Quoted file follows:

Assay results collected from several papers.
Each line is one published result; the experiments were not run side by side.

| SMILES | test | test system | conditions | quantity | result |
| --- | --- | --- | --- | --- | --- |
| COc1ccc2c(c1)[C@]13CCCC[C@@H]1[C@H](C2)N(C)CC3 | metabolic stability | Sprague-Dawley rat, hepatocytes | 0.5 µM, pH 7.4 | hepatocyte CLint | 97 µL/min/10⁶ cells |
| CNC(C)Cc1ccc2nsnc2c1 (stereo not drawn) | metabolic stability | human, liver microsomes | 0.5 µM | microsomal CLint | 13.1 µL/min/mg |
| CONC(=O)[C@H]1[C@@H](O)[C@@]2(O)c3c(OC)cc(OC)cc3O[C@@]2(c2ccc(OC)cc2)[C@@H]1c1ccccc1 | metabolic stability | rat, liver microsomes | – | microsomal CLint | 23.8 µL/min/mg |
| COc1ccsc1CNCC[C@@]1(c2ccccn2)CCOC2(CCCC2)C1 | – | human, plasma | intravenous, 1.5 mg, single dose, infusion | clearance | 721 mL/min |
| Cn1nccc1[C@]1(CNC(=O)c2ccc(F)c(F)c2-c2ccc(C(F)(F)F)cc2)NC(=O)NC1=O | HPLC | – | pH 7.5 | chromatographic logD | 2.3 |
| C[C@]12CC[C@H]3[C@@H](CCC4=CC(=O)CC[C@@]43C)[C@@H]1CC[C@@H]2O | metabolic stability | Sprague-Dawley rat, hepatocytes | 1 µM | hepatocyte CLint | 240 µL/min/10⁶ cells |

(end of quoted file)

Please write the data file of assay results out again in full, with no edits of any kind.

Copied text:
Assay results collected from several papers.
Each line is one published result; the experiments were not run side by side.

| SMILES | test | test system | conditions | quantity | result |
| --- | --- | --- | --- | --- | --- |
| COc1ccc2c(c1)[C@]13CCCC[C@@H]1[C@H](C2)N(C)CC3 | metabolic stability | Sprague-Dawley rat, hepatocytes | 0.5 µM, pH 7.4 | hepatocyte CLint | 97 µL/min/10⁶ cells |
| CNC(C)Cc1ccc2nsnc2c1 (stereo not drawn) | metabolic stability | human, liver microsomes | 0.5 µM | microsomal CLint | 13.1 µL/min/mg |
| CONC(=O)[C@H]1[C@@H](O)[C@@]2(O)c3c(OC)cc(OC)cc3O[C@@]2(c2ccc(OC)cc2)[C@@H]1c1ccccc1 | metabolic stability | rat, liver microsomes | – | microsomal CLint | 23.8 µL/min/mg |
| COc1ccsc1CNCC[C@@]1(c2ccccn2)CCOC2(CCCC2)C1 | – | human, plasma | intravenous, 1.5 mg, single dose, infusion | clearance | 721 mL/min |
| Cn1nccc1[C@]1(CNC(=O)c2ccc(F)c(F)c2-c2ccc(C(F)(F)F)cc2)NC(=O)NC1=O | HPLC | – | pH 7.5 | chromatographic logD | 2.3 |
| C[C@]12CC[C@H]3[C@@H](CCC4=CC(=O)CC[C@@]43C)[C@@H]1CC[C@@H]2O | metabolic stability | Sprague-Dawley rat, hepatocytes | 1 µM | hepatocyte CLint | 240 µL/min/10⁶ cells |